So that left bears. In Wyoming, were I live, I have to tell you we hear about bears in Yellowstone that are so used to human presence that they check out campgrounds intentionally to find food. Earlier this year , one man was attacked at a campground a few miles north of Yellowstone, who had no food out and had not even cooked at his site. The bears just come around because they expect food to be there.
When we got to Kennedy Meadows, I assumed with all the cows around that there wouldn't be any bears. I mean, they'd eat the cows, right? And that'd be bad for business, so no one would graze cows around bears, right?
Brian had told me he saw a big bear print on the trail when we rode in. There are so many tracks on the trail, though, from people, cows, horses, coyotes, and such, that I really thought he saw some combination of prints that LOOKED like a bear track, but was not. I should not have doubted him, because I saw very distinct bear tracks for myself when my grandpa and I were walking back from a fishing excursion (see above). There was a set of six bear prints on the main trail, and they were unmarred by any other tracks, so that meant they had been made in the last few hours. And, they were only a half-mile from our camp.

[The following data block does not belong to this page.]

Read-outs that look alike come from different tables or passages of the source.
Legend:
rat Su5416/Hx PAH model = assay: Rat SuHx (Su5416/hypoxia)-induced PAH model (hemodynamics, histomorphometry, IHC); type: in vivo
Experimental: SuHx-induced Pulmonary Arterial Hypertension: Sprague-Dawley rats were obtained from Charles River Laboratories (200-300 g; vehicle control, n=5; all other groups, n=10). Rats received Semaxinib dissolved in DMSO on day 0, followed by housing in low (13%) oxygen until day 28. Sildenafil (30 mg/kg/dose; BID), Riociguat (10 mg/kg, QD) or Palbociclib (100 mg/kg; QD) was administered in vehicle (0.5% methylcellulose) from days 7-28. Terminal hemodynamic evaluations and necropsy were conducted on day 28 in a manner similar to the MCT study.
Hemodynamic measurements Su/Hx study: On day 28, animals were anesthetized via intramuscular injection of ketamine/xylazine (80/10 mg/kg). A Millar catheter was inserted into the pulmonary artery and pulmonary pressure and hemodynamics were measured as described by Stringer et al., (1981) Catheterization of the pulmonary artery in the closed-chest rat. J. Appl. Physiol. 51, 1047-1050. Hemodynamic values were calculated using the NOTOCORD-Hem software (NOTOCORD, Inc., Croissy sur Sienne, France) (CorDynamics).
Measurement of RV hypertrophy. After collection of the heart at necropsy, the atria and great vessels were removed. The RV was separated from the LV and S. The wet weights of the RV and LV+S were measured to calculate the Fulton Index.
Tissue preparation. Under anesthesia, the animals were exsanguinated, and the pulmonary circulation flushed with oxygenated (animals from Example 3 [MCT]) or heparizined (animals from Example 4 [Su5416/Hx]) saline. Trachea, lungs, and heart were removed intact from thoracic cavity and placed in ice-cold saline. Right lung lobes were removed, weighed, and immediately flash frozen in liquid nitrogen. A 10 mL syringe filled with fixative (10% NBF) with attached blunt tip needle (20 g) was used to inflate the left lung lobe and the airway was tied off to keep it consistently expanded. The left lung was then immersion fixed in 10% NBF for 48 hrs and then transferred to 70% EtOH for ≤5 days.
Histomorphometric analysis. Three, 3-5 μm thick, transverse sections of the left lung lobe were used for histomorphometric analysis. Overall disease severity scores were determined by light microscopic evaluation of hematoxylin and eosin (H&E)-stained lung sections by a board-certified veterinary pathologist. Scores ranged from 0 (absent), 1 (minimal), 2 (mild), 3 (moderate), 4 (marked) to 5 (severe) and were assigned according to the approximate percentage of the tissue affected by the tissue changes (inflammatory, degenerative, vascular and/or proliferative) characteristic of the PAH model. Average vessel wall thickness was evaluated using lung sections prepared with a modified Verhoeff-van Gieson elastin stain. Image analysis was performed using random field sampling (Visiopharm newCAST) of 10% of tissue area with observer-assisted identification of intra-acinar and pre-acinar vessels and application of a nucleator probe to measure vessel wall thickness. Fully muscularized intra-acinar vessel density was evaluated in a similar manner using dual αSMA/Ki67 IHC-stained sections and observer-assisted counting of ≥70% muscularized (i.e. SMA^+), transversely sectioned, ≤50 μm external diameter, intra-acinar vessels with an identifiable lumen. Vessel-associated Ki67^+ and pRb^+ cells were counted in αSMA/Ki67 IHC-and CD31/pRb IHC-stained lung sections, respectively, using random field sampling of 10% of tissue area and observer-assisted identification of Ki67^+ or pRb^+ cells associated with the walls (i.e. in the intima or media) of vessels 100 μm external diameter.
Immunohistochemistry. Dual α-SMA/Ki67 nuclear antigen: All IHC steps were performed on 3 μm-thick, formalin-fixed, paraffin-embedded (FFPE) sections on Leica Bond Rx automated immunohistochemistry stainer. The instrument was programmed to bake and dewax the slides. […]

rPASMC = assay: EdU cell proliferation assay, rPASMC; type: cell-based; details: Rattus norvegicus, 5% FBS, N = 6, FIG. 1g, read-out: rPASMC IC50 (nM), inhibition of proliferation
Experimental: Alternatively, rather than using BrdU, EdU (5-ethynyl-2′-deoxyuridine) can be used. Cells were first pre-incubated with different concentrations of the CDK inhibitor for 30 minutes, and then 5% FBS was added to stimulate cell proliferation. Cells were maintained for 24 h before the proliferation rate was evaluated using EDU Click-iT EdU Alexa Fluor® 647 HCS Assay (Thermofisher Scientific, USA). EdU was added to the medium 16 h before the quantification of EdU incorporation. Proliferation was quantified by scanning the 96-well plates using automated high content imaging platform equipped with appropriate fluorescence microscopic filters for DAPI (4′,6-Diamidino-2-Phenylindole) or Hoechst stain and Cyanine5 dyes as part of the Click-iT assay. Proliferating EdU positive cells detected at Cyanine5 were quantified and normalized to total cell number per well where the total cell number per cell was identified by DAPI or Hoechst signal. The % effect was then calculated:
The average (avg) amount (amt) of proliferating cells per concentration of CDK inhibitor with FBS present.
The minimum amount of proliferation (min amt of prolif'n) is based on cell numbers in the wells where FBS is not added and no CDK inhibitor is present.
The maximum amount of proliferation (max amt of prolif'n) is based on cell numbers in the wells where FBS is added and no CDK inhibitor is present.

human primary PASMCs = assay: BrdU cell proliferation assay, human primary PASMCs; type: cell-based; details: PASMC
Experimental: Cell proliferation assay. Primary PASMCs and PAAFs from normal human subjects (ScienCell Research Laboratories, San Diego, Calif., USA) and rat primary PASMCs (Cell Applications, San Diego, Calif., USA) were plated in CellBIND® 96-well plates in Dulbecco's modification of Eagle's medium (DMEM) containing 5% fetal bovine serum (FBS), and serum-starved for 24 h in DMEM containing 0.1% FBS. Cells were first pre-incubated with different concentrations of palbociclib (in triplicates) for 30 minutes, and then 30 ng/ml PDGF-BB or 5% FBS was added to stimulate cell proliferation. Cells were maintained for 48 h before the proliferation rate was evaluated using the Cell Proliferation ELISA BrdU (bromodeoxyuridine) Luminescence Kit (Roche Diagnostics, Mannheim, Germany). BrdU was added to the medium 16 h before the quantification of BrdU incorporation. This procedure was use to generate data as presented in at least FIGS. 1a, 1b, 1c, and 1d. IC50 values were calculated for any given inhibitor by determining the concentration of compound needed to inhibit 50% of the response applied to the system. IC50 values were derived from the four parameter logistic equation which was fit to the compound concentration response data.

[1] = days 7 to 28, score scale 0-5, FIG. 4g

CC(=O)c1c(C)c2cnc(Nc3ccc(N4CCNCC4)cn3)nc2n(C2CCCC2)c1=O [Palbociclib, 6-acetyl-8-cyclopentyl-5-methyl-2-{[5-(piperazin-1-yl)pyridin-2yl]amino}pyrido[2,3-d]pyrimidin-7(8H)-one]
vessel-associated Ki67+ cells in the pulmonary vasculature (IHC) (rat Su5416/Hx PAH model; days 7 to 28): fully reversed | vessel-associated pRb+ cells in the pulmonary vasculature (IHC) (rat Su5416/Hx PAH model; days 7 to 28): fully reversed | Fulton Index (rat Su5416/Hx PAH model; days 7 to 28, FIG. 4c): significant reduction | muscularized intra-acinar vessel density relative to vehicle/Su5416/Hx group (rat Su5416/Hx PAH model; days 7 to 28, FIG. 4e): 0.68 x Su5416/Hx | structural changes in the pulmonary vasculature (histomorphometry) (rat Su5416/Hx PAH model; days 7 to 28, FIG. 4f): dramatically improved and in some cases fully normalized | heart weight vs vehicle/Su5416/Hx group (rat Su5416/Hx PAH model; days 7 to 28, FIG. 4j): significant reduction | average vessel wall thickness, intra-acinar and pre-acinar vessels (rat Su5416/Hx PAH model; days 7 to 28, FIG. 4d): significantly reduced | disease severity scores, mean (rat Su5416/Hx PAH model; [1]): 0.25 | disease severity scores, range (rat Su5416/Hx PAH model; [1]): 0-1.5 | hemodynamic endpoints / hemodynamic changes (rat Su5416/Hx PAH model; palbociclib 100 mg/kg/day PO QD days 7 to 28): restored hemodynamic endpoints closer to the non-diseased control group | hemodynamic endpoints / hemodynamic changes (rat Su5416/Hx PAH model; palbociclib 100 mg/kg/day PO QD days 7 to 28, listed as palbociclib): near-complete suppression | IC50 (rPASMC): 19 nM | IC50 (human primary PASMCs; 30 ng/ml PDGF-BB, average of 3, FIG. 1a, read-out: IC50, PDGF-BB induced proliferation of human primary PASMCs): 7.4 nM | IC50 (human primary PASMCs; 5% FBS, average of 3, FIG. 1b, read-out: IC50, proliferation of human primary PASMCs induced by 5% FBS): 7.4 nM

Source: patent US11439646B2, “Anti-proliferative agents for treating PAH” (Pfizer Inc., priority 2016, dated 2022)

You would think that would be enough to keep me awake all night, scaredy-cat that I am, but because they were headed in the opposite direction from our camp, I rationalized myself to sleep.
The next day we went fishing around Kennedy Lake(that's it there, in the above photo), in the opposite direction from where we had been the previous day. I got off the main trail a bit, on a side trail that became a tiny little waterfall. I saw my husband a few yards below me on the hillside, so I backtracked down the muddy slope, holding on to branches to steady myself. And that's when I saw the second, textbook perfect bear track, embedded in the wet mud. I wish I could have pulled out my camera but there was no way to keep my balance.
Now I know bears in the wild avoid humans. And we were in a 'wilderness area.' But we did see enough other campers and hikers (only a couple a day, but the season was winding down) to make me wonder if we were enough of an anomaly to a bear for them to avoid. And seeing as we were surrounded - bears to the east and bears to the west - I would lay in my sleeping bag and envision a large animal snuffling the tent. That never happened, but I slept very little during the night for the rest of the week.